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Regional policy, convergence and subsidiarity in the European Community

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  • Thomas, Ingo P.
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    Abstract

    The aim of this paper is to shed light on how real income has developed across the member states and regions of the EC and to consider what demands this will place on regional policy. According to the principle of subsidiarity, a necessary, though not a sufficient, condition for EC intervention would be to prove that the scale of regional problems is too great to be handled by member states. Using two concepts of convergence, it can be shown that income convergence across the member states and even across the regions of the EC is the norm. Based on the principle of subsidiarity, policy implications concerning the assignment of a complementary function for redistributive regional policy to the EC tier are derived from the empirical evidence.

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    File URL: http://econstor.eu/bitstream/10419/47098/1/257667016.pdf
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    Paper provided by Kiel Institute for the World Economy in its series Kiel Working Papers with number 737.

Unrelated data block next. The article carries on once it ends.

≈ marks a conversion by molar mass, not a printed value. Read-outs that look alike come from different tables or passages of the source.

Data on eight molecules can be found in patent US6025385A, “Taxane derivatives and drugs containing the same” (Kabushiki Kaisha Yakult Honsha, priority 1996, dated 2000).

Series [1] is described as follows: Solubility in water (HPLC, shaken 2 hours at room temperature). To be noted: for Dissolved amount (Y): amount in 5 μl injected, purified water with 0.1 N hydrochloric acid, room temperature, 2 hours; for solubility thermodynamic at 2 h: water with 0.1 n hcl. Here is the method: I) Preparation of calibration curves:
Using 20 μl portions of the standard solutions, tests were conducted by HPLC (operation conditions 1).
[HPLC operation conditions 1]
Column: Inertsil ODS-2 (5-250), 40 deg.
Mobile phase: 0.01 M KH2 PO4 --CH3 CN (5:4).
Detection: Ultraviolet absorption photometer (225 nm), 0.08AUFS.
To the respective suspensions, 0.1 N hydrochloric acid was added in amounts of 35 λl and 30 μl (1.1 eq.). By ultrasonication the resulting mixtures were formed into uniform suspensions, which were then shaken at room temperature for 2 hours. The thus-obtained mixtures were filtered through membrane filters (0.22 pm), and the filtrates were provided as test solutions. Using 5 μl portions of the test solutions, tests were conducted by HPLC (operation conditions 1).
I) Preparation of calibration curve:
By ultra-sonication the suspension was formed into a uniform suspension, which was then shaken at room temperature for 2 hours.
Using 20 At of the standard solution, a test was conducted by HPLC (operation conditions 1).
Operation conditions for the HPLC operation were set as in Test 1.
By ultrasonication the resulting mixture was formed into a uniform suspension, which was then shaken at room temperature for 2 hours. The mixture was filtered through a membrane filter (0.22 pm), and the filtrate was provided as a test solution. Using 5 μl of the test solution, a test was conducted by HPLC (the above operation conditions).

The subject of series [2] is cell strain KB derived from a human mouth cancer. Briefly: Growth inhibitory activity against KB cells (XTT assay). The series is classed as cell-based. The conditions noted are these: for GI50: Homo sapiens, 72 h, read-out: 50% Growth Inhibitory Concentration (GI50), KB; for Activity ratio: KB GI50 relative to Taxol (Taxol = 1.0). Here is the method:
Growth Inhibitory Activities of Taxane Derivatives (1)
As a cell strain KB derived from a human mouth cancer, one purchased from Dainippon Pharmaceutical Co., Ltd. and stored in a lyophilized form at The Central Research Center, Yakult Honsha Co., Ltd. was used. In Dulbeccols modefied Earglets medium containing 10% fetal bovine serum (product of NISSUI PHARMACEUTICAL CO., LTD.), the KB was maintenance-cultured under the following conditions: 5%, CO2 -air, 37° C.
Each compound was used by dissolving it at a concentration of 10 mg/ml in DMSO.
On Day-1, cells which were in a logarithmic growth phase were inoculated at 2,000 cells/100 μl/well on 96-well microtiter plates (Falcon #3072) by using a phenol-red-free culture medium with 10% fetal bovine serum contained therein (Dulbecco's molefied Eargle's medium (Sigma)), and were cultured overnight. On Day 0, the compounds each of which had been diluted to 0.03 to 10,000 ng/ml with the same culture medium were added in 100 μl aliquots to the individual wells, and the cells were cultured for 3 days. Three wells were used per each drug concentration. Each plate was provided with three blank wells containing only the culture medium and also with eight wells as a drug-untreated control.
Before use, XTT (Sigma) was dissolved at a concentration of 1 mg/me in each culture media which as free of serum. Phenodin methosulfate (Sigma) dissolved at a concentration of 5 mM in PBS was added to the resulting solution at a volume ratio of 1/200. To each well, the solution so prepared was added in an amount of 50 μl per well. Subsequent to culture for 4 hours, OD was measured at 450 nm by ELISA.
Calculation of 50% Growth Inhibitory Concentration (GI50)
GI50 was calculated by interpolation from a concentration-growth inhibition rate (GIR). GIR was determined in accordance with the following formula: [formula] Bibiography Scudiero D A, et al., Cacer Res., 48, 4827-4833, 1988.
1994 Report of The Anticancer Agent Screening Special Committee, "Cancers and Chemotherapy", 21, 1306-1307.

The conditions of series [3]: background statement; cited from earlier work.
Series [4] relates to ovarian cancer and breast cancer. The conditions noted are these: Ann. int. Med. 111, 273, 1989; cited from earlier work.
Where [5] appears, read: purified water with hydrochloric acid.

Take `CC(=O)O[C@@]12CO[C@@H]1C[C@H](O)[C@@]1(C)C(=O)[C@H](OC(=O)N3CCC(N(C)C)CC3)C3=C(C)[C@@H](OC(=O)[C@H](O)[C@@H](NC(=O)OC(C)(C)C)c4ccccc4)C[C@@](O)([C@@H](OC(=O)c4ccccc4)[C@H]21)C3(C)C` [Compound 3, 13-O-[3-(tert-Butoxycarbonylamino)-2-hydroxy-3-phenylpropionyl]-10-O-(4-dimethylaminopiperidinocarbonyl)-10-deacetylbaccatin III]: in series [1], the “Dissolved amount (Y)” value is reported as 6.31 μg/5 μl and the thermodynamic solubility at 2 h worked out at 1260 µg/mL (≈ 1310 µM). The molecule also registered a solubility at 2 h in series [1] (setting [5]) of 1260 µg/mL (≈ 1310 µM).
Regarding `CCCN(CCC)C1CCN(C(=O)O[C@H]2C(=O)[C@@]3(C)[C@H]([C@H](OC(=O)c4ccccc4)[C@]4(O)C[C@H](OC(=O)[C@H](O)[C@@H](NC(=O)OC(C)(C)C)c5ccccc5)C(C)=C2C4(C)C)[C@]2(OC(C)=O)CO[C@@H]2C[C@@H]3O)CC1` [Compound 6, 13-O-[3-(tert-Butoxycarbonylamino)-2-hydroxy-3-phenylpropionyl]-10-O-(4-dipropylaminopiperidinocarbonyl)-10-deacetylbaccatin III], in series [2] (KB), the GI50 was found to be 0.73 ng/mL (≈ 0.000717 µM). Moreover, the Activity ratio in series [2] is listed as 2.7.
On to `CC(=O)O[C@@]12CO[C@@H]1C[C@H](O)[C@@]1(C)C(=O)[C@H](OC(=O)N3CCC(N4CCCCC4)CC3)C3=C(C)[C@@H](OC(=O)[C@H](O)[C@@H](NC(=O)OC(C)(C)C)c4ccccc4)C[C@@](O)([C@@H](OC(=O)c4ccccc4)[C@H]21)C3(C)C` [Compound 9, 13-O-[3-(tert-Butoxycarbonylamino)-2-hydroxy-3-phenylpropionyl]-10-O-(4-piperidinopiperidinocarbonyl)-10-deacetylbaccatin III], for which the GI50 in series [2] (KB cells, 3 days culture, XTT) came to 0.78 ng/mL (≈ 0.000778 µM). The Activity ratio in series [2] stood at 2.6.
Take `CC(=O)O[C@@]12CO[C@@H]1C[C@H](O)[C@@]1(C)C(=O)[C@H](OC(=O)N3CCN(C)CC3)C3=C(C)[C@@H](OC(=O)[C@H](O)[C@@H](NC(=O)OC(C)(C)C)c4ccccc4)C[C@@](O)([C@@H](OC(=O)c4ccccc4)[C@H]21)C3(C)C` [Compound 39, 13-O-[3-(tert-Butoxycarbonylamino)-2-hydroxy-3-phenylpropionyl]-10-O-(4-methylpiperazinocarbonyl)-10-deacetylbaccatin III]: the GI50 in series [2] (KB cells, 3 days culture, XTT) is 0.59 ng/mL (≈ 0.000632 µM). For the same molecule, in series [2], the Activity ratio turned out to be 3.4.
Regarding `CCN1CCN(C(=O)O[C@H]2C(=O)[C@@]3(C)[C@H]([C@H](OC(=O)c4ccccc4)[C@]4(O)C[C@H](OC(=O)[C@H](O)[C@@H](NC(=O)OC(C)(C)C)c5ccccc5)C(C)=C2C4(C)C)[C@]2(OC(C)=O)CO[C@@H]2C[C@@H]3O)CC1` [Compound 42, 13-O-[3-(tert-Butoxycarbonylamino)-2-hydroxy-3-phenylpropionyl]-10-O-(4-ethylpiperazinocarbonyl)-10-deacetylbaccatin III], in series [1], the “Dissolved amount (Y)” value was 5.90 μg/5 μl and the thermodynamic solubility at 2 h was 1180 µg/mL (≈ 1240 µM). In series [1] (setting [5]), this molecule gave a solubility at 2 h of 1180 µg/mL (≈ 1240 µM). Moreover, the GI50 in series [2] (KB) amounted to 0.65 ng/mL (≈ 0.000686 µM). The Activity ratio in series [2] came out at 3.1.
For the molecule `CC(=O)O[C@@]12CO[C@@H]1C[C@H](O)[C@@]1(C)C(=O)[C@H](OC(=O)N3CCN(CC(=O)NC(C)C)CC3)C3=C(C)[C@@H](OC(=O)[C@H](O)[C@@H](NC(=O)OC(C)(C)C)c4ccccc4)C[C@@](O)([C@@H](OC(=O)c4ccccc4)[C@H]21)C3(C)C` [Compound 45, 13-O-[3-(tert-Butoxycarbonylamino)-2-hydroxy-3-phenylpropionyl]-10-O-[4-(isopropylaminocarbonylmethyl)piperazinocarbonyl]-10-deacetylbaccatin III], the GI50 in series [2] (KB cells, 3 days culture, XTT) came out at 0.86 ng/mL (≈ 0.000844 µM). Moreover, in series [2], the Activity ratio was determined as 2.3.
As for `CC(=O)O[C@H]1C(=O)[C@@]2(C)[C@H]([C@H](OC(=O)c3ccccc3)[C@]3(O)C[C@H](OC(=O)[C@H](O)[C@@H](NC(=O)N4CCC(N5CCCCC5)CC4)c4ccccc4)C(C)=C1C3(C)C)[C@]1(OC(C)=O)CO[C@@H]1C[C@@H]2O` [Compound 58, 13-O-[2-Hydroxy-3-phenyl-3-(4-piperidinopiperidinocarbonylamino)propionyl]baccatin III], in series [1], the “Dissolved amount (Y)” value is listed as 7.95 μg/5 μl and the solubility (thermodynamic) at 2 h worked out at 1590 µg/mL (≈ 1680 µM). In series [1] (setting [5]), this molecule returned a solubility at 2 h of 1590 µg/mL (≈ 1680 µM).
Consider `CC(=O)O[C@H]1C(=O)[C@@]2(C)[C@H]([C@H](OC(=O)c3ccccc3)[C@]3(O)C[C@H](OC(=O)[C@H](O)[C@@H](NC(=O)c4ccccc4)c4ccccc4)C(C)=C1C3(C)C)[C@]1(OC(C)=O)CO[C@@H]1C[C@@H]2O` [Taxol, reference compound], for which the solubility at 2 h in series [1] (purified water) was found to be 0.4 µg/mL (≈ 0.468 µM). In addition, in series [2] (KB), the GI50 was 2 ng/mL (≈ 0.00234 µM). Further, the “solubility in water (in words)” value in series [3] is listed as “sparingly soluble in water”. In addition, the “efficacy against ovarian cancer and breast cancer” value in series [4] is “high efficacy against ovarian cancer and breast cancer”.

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    Date of creation: 1996
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    Handle: RePEc:kie:kieliw:737

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    1. Begg, Iain & Mayes, David, 1993. "Cohesion in the European community : A key imperative for the 1990s?," Regional Science and Urban Economics, Elsevier, vol. 23(3), pages 427-448, July.
    2. Jean Pisani-Ferry & Damien Neven & Claudine Gouyette, 1994. "European Integration and Regional Growth," Revue Économique, Programme National Persée, vol. 45(3), pages 703-714.
    3. Danny Quah, 1992. "Empirical cross-section dynamics in economic growth," Discussion Paper / Institute for Empirical Macroeconomics 75, Federal Reserve Bank of Minneapolis.
    4. Opp, Karl-Dieter, 1994. "The Role of Voice in a Future Europe," Kyklos, Wiley Blackwell, vol. 47(3), pages 385-402.
    5. Ben-David, Dan, 1993. "Equalizing Exchange: Trade Liberalization and Income Convergence," The Quarterly Journal of Economics, MIT Press, vol. 108(3), pages 653-79, August.
    6. N. Gregory Mankiw & David Romer & David N. Weil, 1990. "A Contribution to the Empirics of Economic Growth," NBER Working Papers 3541, National Bureau of Economic Research, Inc.
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